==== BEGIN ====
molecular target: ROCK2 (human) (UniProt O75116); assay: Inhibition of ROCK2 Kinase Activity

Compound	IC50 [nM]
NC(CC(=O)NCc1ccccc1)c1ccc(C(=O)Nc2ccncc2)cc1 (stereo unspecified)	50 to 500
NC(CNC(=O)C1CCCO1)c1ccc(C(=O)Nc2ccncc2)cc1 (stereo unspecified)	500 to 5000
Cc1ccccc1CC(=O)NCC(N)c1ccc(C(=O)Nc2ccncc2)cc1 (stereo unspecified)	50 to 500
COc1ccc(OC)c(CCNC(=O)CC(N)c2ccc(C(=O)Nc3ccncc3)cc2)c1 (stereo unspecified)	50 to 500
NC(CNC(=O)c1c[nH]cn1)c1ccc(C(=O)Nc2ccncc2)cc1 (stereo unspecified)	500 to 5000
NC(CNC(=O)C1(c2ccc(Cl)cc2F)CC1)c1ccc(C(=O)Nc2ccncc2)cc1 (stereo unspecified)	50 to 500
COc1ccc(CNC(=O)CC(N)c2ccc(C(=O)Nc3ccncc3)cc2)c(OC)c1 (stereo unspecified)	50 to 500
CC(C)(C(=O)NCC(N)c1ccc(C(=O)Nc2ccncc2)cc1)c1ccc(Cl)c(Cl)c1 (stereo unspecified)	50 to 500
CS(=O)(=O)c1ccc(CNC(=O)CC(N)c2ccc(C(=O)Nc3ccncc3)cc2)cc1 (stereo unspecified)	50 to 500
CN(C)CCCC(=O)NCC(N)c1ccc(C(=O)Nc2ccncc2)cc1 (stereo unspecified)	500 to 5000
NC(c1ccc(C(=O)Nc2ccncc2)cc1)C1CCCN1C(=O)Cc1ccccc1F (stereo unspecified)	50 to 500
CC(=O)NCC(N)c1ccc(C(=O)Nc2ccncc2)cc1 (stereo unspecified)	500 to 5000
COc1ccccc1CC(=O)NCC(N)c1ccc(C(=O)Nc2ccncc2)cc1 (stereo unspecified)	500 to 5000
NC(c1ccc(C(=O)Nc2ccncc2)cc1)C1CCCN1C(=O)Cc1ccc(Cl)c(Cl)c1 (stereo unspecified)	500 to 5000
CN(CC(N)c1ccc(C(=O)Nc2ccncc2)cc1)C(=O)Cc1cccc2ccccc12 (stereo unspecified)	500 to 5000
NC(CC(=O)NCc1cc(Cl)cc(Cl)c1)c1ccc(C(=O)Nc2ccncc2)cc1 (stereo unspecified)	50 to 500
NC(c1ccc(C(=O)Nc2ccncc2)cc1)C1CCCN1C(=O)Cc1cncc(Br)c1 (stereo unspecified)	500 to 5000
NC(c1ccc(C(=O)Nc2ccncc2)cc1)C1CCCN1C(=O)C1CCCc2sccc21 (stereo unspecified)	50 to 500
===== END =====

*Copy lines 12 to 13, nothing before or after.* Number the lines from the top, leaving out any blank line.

CN(C)CCCC(=O)NCC(N)c1ccc(C(=O)Nc2ccncc2)cc1 (stereo unspecified)	500 to 5000
NC(c1ccc(C(=O)Nc2ccncc2)cc1)C1CCCN1C(=O)Cc1ccccc1F (stereo unspecified)	50 to 500